1. >Hi I discovered your blog about a month ago and I've read through all you posts. I've enjoyed reading as a 33 year old recently diagnosed I have been eating up all the blogs I can find on the subject. Anyhow, one thing I've learned in the past few years even before my diagnosis is to accept myself for who I am and my limitations. I used to be really hard on myself thinking if I just tried harder and I could keep things together for short times but, everything would eventually fall apart. I never understood why I couldn't keep it together ALL the time if I could sometimes. So, my point is there should be times you can just let loose and go on auto pilot. I mean look at all things you did. Went shopping for a specific type of dress, undergarments AND shoes. On a really good day I could handle shopping for all those VERY uncomfortable things to shop and try on. I would be done though for the day after doing those things. You also had to deal with the broken down car and I don't know about you but, for me then to be around someone else who's also frustrated that drains me too. At some point you have to be able to allow yourself to go on autopilot and home should be the place. I'm living with my parents too and I feel I have to be hypervigilant about things while I'm there and it is draining but, my point is that when we aren't hyper aware of everything it's because we're tired. I can't function at that level all the time nor should I be expected too. I don't quite understand what happened in your circumstance with the door and how she didn't come in once the door was unlocked but, at any rate it sounds like it was just a miscommunication and maybe didn't have anything to do with your autism. She was just frustrated form the day too. I hope you can learn to be okay with yourself when you go on autopilot at home. It's kind of like a few posts back when you were talking about your friend who want to learn some ways of coping so his stims don't look so obvious. He may be able to do it for awhile in the day but, at some point at the end of the day he needs to let loose and act the way that comes natural to him and let himself recoup from being hyper aware of what he's doing. God does not expect us to be anyone other than who we are. He is gracious with us we need to be gracious with ourselves too. That is something that took awhile for me to learn but, once I realized that I have legitimate limitation tha aren't me just not trying hard enough or being lazy it all has just clicked for me. I hope doesn't come across as preachy I don't mean it in that way.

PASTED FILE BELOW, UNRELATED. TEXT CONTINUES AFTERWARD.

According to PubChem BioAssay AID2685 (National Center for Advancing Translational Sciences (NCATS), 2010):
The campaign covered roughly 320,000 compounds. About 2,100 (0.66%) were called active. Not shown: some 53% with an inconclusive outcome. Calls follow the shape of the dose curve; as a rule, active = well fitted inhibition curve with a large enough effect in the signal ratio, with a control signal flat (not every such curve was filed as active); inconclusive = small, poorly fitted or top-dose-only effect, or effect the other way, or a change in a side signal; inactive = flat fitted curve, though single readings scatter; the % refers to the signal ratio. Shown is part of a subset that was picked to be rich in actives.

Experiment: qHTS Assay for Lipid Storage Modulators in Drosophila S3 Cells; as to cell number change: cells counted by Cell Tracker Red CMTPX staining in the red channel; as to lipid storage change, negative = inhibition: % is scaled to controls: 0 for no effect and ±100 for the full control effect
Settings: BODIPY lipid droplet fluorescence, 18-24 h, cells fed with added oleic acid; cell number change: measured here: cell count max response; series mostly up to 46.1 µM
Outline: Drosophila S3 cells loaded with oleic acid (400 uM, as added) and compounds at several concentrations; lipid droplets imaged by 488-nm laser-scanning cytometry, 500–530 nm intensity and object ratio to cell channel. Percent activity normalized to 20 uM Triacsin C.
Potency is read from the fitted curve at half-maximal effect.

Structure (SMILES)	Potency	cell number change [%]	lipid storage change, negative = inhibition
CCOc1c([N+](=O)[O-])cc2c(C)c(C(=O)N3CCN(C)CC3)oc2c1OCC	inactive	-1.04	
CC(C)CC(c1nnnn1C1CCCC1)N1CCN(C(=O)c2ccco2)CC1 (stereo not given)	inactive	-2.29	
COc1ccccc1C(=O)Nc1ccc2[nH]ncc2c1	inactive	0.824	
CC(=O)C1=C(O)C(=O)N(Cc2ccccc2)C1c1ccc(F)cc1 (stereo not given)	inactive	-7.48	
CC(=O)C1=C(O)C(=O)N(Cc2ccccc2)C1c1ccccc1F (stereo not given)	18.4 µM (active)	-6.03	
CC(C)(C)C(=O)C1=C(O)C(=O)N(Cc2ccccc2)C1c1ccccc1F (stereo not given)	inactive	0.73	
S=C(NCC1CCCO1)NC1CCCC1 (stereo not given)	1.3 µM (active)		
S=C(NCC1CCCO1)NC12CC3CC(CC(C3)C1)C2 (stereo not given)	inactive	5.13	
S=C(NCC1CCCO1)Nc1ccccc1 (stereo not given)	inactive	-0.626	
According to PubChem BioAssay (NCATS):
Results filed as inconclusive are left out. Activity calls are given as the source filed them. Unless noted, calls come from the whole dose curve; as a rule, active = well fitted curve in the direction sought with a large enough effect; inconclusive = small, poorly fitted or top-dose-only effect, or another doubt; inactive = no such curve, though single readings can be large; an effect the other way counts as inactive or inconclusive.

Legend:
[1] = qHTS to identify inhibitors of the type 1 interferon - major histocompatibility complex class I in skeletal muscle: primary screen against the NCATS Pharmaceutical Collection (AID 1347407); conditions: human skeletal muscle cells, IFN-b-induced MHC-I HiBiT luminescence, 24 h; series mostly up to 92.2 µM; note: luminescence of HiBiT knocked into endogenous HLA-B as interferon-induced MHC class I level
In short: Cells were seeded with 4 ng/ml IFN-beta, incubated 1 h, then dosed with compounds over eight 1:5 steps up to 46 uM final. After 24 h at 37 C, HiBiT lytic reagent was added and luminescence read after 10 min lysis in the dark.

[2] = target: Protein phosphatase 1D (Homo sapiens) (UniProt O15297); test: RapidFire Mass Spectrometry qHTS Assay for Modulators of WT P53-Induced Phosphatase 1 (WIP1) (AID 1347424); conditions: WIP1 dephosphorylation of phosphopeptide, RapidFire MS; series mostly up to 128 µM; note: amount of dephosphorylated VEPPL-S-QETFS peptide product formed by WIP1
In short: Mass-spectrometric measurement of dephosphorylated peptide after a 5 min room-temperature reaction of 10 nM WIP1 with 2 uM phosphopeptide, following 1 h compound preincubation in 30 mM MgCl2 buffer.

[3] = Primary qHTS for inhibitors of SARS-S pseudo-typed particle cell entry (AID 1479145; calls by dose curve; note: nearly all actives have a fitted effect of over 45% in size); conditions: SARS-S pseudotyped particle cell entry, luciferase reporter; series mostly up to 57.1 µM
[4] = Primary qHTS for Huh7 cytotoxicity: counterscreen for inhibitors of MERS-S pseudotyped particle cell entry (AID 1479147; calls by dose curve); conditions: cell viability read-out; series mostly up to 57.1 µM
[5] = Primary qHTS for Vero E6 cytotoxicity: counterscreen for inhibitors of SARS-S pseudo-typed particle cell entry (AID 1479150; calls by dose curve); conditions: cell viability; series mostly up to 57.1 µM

2. It is more than 4 years later that I’ve found and have been inspired to respond to this post. Lydia and others, I do these types of things all the time. Some of my autopilot mistakes are enormous.